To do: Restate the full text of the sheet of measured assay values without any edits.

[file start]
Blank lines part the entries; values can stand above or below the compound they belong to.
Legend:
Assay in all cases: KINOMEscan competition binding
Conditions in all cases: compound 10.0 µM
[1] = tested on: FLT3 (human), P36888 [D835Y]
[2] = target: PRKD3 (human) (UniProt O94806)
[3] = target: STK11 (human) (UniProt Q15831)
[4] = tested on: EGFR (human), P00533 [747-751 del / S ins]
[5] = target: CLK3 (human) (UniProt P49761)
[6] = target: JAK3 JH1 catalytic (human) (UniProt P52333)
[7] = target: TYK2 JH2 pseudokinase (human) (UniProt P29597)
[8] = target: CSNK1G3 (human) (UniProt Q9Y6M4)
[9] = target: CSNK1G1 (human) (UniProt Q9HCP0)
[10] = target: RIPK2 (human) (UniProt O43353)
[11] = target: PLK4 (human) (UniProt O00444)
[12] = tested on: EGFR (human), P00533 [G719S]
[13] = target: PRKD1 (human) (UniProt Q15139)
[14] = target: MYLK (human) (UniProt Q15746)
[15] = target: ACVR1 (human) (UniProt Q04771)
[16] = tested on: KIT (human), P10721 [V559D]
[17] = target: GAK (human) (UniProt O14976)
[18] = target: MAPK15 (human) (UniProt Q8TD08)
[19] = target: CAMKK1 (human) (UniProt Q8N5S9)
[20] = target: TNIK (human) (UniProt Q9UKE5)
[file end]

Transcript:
Blank lines part the entries; values can stand above or below the compound they belong to.
Legend:
Assay in all cases: KINOMEscan competition binding
Conditions in all cases: compound 10.0 µM
[1] = tested on: FLT3 (human), P36888 [D835Y]
[2] = target: PRKD3 (human) (UniProt O94806)
[3] = target: STK11 (human) (UniProt Q15831)
[4] = tested on: EGFR (human), P00533 [747-751 del / S ins]
[5] = target: CLK3 (human) (UniProt P49761)
[6] = target: JAK3 JH1 catalytic (human) (UniProt P52333)
[7] = target: TYK2 JH2 pseudokinase (human) (UniProt P29597)
[8] = target: CSNK1G3 (human) (UniProt Q9Y6M4)
[9] = target: CSNK1G1 (human) (UniProt Q9HCP0)
[10] = target: RIPK2 (human) (UniProt O43353)
[11] = target: PLK4 (human) (UniProt O00444)
[12] = tested on: EGFR (human), P00533 [G719S]
[13] = target: PRKD1 (human) (UniProt Q15139)
[14] = target: MYLK (human) (UniProt Q15746)
[15] = target: ACVR1 (human) (UniProt Q04771)
[16] = tested on: KIT (human), P10721 [V559D]
[17] = target: GAK (human) (UniProt O14976)
[18] = target: MAPK15 (human) (UniProt Q8TD08)
[19] = target: CAMKK1 (human) (UniProt Q8N5S9)
[20] = target: TNIK (human) (UniProt Q9UKE5)